Court upholds Minnesota’s ‘drive drunk and lose your car’ law

A divided Minnesota Supreme Court today upheld a state law that allows a city or county to seize and sell an automobile if the person driving it was driving drunk.

The court ruled in the case of Matthew Nielsen, who was arrested and charged with driving under the influence when a law enforcement officer saw him driving the wrong way on a one-way street. His blood alcohol level was .282, well over the legal limit.

In seizing the car, the county cited a state law allowing a county to sell a car, distributing 70 percent of the proceeds to the law enforcement agency’s operating fund, and 30 percent to the prosecutor’s office. But Nielsen cited another state law that exempts some cars of a certain value from forfeiture, or at least gives the owner a share of the proceeds at sale.

Today, however, the Supreme Court said the latter law does not apply when a motor vehicle is subject to DWI forfeiture. The Court also said the law does not violate the Minnesota Constitution, which says “areasonable amount of property shall be exempt from seizure or sale for the payment of any debt or liability.”

“A person who voluntarily uses a motor vehicle to commit a designated DWI offense or a person who has actual or constructive knowledge that his or her motor vehicle is being used in a manner contrary to law and fails to take reasonable steps to prevent such use “‘agrees to all the consequences arising’ from this conduct and ‘the laws applicable’ to the conduct,” Justice Wilhelmina Wright wrote in today’s decision, to which Justice Alan Page dissented, arguing seizing and selling the car violates the state constitution.

And while agreeing with the ruling, Justice G. Barry Anderson said the forfeiture law in Minnesota creates a conflict of interest for law enforcement agencies, saying the decision to seize someone’s car “may or may not be informed by agency budget considerations.” There is no check on the authority of law enforcement agencies’ decisions to seize property, Anderson said.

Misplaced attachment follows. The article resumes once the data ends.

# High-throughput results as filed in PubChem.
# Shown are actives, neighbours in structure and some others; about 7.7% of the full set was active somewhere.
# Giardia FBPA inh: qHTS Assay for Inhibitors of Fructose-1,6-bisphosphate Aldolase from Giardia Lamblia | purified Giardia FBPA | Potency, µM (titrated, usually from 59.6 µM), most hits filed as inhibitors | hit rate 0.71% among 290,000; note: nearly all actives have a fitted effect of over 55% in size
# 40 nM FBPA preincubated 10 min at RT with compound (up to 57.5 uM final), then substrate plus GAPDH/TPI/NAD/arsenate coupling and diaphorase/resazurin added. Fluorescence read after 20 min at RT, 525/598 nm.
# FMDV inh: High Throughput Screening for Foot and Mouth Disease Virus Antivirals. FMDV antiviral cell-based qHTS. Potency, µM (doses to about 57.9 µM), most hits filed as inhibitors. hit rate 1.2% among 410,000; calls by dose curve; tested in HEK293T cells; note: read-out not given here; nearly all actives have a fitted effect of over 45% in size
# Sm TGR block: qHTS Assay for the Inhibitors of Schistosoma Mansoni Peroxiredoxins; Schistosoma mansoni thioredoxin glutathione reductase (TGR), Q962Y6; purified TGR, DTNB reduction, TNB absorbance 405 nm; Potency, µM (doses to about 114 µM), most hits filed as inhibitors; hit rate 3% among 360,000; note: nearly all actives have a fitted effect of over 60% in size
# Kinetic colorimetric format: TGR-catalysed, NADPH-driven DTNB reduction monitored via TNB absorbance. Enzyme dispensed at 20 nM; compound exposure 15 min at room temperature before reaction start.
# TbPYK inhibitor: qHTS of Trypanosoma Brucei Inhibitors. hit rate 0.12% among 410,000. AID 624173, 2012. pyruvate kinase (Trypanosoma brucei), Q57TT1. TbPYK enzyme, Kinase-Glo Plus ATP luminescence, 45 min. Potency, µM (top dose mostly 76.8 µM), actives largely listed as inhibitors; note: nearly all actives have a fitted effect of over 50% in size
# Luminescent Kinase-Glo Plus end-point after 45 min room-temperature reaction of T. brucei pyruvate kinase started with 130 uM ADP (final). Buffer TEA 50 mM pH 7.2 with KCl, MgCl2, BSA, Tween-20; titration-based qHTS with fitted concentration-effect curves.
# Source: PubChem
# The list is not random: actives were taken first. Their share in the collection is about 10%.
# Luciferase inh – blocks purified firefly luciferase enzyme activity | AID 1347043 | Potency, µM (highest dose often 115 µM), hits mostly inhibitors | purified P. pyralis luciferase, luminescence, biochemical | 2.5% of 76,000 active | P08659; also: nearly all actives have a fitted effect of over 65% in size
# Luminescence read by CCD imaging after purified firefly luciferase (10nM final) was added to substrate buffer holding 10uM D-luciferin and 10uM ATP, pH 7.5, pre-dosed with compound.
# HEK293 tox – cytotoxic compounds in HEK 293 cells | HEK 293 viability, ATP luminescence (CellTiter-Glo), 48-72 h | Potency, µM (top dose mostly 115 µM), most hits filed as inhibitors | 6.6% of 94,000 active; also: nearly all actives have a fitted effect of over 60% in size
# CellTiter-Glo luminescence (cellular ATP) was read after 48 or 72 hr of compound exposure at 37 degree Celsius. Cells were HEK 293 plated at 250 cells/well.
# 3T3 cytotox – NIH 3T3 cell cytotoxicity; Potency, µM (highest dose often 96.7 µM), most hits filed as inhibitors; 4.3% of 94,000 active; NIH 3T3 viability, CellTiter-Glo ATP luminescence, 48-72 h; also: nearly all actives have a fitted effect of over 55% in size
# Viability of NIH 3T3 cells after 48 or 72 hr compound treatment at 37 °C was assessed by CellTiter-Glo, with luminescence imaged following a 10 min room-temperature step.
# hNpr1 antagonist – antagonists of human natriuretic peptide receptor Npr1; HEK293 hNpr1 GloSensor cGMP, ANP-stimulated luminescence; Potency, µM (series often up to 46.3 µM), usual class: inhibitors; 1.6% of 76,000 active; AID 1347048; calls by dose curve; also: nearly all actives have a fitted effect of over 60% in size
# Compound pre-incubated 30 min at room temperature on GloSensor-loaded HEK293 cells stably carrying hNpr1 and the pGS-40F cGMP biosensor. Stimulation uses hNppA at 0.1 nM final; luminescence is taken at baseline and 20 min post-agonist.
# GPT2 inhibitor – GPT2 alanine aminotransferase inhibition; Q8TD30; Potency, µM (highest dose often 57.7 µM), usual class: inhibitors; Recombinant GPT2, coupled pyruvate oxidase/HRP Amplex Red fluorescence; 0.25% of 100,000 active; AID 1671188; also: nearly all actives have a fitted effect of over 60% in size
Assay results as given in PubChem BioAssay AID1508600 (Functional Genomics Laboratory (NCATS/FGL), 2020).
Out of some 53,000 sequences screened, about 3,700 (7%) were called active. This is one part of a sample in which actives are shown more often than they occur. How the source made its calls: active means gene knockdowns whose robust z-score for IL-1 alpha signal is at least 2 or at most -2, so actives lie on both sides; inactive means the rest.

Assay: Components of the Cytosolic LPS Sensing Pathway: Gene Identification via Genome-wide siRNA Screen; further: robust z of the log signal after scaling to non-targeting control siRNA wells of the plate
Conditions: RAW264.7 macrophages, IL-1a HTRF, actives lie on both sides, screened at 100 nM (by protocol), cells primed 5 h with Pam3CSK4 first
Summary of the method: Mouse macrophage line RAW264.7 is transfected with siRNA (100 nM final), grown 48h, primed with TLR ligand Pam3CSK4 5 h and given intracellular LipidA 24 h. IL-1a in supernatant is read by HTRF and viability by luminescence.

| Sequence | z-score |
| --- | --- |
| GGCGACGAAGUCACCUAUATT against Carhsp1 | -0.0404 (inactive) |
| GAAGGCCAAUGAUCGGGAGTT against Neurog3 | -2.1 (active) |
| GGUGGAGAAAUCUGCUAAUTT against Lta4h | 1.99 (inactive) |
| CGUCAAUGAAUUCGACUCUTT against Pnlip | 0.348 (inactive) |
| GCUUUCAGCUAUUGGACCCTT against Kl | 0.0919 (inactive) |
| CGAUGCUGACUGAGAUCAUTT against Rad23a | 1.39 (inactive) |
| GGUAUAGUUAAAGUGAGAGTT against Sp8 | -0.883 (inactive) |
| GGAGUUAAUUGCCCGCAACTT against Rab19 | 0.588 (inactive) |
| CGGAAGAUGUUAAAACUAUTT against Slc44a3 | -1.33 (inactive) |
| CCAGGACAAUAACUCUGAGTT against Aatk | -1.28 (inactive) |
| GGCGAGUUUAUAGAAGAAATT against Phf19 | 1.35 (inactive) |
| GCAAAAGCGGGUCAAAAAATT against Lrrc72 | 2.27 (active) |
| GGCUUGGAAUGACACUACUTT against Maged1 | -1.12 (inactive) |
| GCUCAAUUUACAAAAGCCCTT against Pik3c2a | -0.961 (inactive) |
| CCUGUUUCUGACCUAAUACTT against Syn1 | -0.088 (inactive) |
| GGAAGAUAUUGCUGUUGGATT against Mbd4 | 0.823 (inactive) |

This isn’t the last word on vehicle forfeiture in Minnesota, however.

Last week a homeless man filed a federal lawsuit alleging Saint Paul violated his constitutional rights when it seized — and sold — his car at police auction because he didn’t pay towing and impound fees.

(Here’s a video of the arguments in the Nielsen case)

  • Angie

    There are some stupid and irresponsible
    person out-there driving drunk, but that doesn’t mean that selling or
    seized his/her vehicle is a solving issue for our society. What if,
    we legalizing all laws, for exp, says that any person is “committing
    racism” against a foreign military spouses will be seizing his/her
    saving account? Just like for exp, if we legalizing all welfare
    program and enforcing everyone go out and get a job!!

  • Jack

    Impounding and selling someone’s vehicle sounds like a border patrol solution not a community issue. The pendulum has swung too far… time to back this approach up and find a better way.

    • The other Jack

      Perhaps we could go the route of one of the European countries and just ban them from driving for life. Of course, with the number of folks driving on revoked licenses in the US, I’m not sure how well that would work.

      At least taking the vehicle keeps them technically off the road for a while.

      • Diane Hull

        Just as an aside — I recall from a conversation with a Norwegian relative that licenses are very expensive in Norway. In Minnesota the cost is minimal — $25? $35?

        In Norway the cost was more than $1,000 — and this was back in the mid 80’s. Who knows what the cost is now. And the getting the license wasn’t just a written and road test, but you also had to pass a mechanical test (Norwegian winters and mountain roads made it necessary that you could deal with most mechanical issues). It took months to clear all the hurdles.

        Another thing about driving in Norway — you’re vehicle had to be in perfect condition — and not able to pass an emission test (remember those?). My cousin was taking pictures of all the wrecks she saw in parking lots — body damage, rust, duck tape fixes, plastic covered broken windows. She said no one who had never seen it would believe her unless she could show them all the pictures.

        • Confused

          In Minnesota, they can seize your property for poaching animals. Vehicles, boats, atv, firearms, anything you are using during the crime. I think driving under the influence is a great deal more serious then poaching and can change lives in an instant. What value do we put on life, when we try to protect the people who are endangering our loved ones, every time they get behind the wheel after drinking.